Wednesday, January 27, 2010

Traditional color

Enameling is a very old technique of adding color to metal, so of course it is one of the methods we were able to try out during Tim McCreight's color workshop. I waited until I got home to do my enameling.

For some reason, my enameled pieces never photograph very well. These are much cleaner than they look.

The single colored piece is created by sifting enamel onto the silver in an even layer. The multi-colored piece is made by mixing the powdered enamel with water and an enamel adhesive; then wet-packing it into the recessed areas.

Wet packing often involves using a mini-spoon type tool or a brush. I took a basic enameling class from Leslie Tieke in Tennessee and she had us use straws that were cut to a point on one end. They worked great (and are much cheaper.)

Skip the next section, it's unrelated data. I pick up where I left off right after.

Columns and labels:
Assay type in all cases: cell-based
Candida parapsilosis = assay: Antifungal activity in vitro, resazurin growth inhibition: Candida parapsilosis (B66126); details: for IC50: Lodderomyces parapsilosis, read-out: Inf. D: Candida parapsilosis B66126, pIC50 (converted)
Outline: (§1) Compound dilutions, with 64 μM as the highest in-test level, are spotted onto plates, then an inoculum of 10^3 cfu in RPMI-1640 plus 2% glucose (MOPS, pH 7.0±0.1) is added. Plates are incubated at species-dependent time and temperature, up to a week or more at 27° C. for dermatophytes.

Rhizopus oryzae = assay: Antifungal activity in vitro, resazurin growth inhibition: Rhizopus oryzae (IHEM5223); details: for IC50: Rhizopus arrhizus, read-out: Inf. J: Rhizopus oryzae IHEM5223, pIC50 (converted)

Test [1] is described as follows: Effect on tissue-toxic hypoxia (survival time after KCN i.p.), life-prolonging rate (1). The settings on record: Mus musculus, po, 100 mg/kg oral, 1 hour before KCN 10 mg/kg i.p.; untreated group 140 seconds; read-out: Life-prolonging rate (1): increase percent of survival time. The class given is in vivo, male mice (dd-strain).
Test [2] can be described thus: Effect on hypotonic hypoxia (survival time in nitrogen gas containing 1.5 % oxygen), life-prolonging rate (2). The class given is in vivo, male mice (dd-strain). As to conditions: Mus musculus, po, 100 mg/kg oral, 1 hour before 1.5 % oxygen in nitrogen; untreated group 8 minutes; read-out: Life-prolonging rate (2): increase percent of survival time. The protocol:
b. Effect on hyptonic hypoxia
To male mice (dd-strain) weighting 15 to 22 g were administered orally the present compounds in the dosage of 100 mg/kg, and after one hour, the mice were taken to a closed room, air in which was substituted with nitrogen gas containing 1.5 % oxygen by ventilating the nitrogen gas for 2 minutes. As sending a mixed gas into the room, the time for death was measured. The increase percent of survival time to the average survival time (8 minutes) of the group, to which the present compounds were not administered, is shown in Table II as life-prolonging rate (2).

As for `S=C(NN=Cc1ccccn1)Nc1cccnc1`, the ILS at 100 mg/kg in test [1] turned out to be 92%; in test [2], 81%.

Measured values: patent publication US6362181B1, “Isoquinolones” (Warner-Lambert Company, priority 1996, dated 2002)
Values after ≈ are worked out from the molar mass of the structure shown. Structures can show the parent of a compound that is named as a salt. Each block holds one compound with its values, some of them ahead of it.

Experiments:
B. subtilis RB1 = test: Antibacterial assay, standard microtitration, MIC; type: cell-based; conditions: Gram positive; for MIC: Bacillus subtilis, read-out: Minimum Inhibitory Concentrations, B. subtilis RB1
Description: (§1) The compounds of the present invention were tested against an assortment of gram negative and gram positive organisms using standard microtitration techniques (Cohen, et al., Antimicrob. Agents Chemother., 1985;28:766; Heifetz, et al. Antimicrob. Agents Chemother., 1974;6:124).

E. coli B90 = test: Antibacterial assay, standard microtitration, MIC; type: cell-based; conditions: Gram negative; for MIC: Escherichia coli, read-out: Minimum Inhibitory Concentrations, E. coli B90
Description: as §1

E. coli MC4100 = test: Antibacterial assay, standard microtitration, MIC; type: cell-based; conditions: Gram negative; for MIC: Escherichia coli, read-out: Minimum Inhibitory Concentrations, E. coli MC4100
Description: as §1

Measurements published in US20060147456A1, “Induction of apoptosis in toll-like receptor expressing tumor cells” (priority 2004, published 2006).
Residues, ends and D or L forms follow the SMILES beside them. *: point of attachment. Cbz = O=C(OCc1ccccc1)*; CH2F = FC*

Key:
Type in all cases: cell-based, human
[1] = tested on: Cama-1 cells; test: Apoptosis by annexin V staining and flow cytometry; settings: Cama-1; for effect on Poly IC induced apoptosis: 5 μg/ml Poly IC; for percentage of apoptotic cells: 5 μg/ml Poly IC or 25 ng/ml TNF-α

Currently I'm reading Linda Darty's book, The Art of Enameling. I plan on reading every single word (I told you I was anal.) There's lots of good information that is very clearly written. My order for copper just came the other day as I plan on trying out as many techniques from the book as I can. Copper is cheaper.

I was also pleasantly surprised when I came across several enameled pieces by Adrienne Grafton in Ms Darty's book. (One is on the back cover. She also wrote an article in the book on making a cloisonne' brooch.) Adrienne use to have a studio across the hall from me at the Transit Building but she relocated her studio to Shadyside. She is currently teaching an ongoing enameling class in New Castle, Pa.

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